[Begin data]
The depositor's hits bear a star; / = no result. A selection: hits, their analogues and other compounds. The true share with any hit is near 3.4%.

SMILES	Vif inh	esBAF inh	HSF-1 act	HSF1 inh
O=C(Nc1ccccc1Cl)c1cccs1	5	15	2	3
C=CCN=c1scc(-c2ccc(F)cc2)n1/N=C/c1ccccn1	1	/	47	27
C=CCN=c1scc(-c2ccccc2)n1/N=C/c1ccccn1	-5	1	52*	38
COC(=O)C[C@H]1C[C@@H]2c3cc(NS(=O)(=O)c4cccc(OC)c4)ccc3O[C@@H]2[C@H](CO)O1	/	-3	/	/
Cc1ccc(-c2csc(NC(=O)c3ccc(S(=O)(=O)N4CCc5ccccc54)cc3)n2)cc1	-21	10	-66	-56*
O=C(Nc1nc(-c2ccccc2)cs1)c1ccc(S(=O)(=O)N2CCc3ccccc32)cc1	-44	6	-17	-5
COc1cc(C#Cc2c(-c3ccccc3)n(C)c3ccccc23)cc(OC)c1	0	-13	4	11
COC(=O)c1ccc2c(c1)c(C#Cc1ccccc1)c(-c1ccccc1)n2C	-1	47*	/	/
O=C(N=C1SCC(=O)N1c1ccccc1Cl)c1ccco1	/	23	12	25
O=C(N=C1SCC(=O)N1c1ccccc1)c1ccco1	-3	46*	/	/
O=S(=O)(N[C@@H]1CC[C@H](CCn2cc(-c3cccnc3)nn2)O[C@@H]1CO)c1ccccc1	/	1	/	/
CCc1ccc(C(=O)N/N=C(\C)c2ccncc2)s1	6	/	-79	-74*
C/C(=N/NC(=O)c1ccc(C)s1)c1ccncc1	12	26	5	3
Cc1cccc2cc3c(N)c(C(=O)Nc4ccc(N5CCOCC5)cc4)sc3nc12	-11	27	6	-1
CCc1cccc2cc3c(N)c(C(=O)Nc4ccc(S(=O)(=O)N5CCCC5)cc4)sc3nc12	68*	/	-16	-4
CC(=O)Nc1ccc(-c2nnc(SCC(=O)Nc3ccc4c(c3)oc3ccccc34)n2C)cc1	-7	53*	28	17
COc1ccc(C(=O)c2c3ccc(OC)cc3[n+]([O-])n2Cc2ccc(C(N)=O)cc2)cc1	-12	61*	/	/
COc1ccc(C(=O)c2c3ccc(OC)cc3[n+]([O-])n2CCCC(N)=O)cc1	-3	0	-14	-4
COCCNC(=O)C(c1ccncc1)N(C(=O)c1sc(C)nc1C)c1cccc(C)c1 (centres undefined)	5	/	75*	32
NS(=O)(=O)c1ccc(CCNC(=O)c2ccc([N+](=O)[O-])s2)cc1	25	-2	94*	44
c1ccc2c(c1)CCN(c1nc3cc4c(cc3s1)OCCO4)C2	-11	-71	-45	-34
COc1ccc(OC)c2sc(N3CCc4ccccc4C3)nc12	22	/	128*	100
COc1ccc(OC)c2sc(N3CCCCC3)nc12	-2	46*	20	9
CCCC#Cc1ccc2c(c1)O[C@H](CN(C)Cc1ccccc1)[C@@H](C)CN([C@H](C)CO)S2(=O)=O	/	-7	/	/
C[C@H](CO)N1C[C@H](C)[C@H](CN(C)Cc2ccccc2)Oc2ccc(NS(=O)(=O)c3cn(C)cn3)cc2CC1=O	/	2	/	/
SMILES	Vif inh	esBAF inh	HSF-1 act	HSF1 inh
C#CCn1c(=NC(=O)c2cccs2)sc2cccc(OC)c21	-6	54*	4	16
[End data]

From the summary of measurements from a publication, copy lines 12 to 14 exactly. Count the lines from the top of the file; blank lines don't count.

O=C(N=C1SCC(=O)N1c1ccccc1)c1ccco1	-3	46*	/	/
O=S(=O)(N[C@@H]1CC[C@H](CCn2cc(-c3cccnc3)nn2)O[C@@H]1CO)c1ccccc1	/	1	/	/
CCc1ccc(C(=O)N/N=C(\C)c2ccncc2)s1	6	/	-79	-74*